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i watched it after the election and we're talking about blue america, red america, racism and this is in new york city. this institution is created by the mechanisms of the state of one of the most, quote, liberal places in the whole country. >> right here in -- two miles from the financial center, from our media center, from the theatrical center and we're oblivious to what is going on. in abu ghraib, no, we don't torture or mistreat prisoners of war and then abu ghraib came with photos of american soldiers sitting on top of bodies. there's 7500, 8,000 men and women as we speak. 80% of them have not been convicted of a crime. >> right. >> 40% are suffering from some sort of mental illness and we've all been oblivious to it. >> i want to ask you about -- you're someone who has been part
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of politics. you've been in the white house. you've been a journalist. i mean, what is your reaction to what happened in this country last week? >> well, it's very complicated because i think there were many tributaries that floated in the river that ran to the gulf. many of them. i think essentially we're right to say there was this great concern out there that many people missed about inequality and the growing gap between the 1% and everybody else. i think it was a whitelash. i think 48% of the country, the voters of the country were trying to push back against the triumph of women finally getting a woman president and against the people of color, the changing nature color of the country. i think there was a big pushback there. and i think the press for too long enabled trump to get away with lies that became beliefs in the minds and hearts of people across the country, his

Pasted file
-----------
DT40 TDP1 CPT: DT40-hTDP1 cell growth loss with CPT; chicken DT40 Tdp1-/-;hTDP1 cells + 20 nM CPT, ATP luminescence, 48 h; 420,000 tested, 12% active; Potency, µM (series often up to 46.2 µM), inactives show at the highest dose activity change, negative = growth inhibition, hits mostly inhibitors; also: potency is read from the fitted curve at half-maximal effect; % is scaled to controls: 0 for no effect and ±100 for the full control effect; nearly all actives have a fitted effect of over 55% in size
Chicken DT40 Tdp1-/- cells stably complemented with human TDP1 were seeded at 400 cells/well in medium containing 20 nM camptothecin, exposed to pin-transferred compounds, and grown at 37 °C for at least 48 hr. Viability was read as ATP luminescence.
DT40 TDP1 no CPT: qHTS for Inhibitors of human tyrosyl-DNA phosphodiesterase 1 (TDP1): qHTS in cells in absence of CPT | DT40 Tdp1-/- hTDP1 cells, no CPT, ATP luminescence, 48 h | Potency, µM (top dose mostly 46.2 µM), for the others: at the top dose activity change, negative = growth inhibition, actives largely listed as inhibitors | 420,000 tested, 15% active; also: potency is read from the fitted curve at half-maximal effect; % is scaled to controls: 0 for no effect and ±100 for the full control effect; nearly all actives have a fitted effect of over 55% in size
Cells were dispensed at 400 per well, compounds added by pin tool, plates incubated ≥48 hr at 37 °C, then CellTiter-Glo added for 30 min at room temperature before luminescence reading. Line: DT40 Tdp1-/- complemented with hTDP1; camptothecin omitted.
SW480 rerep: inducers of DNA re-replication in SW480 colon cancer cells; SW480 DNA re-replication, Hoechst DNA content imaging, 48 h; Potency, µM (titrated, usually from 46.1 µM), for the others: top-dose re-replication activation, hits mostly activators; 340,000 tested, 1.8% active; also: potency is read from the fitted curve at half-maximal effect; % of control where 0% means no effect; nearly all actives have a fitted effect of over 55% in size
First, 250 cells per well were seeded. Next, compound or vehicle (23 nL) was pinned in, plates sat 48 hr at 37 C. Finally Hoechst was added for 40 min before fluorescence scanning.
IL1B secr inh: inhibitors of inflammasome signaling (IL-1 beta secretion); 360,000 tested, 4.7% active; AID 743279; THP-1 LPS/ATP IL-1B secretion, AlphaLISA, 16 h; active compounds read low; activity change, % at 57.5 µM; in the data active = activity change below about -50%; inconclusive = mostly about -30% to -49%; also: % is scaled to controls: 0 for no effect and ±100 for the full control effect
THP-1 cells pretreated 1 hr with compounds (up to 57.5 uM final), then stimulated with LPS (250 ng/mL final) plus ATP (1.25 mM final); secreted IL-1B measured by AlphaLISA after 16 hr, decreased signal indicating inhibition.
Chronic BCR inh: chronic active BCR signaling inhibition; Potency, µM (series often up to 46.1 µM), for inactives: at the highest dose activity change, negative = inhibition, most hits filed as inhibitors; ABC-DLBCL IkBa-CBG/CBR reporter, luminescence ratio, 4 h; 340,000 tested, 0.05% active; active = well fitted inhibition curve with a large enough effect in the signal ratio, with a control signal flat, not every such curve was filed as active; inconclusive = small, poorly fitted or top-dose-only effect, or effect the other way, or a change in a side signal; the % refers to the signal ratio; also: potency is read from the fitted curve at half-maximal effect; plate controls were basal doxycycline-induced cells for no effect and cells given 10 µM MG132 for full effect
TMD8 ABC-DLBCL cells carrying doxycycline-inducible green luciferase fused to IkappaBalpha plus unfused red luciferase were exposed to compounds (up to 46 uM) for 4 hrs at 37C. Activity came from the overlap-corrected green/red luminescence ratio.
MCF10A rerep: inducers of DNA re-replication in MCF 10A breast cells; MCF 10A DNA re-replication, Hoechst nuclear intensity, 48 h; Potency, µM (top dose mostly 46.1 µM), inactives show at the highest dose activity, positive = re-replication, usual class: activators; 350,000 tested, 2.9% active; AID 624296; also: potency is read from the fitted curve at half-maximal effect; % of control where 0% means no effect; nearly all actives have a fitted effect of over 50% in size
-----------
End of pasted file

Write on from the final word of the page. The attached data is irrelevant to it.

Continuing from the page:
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followers. and i think the two parties had been rotting in washington for a long time. although, if trump has his way, he's going to restore the party in washington because it's going to be a party of insiders once again. a year that began as an uprising of the people is going to end as the triumph of the power brokers. >> i want to focus on one thing you said about the media's role in this because it's something a lot of people have been talking about. obviously there's no media out there. >> bill o'reillies and rush limbaughs. >> as of now, fake new sites that appear on facebook that don't even have the kind of pretense to factualism. but one thing that struck me was, if you look at the editorial boards of the american newspapers, and if you looked at the coverage of our papers, washington post, new york sometimes, they were quite critical. >> in time, they really did. >> and yet it -- whatever trust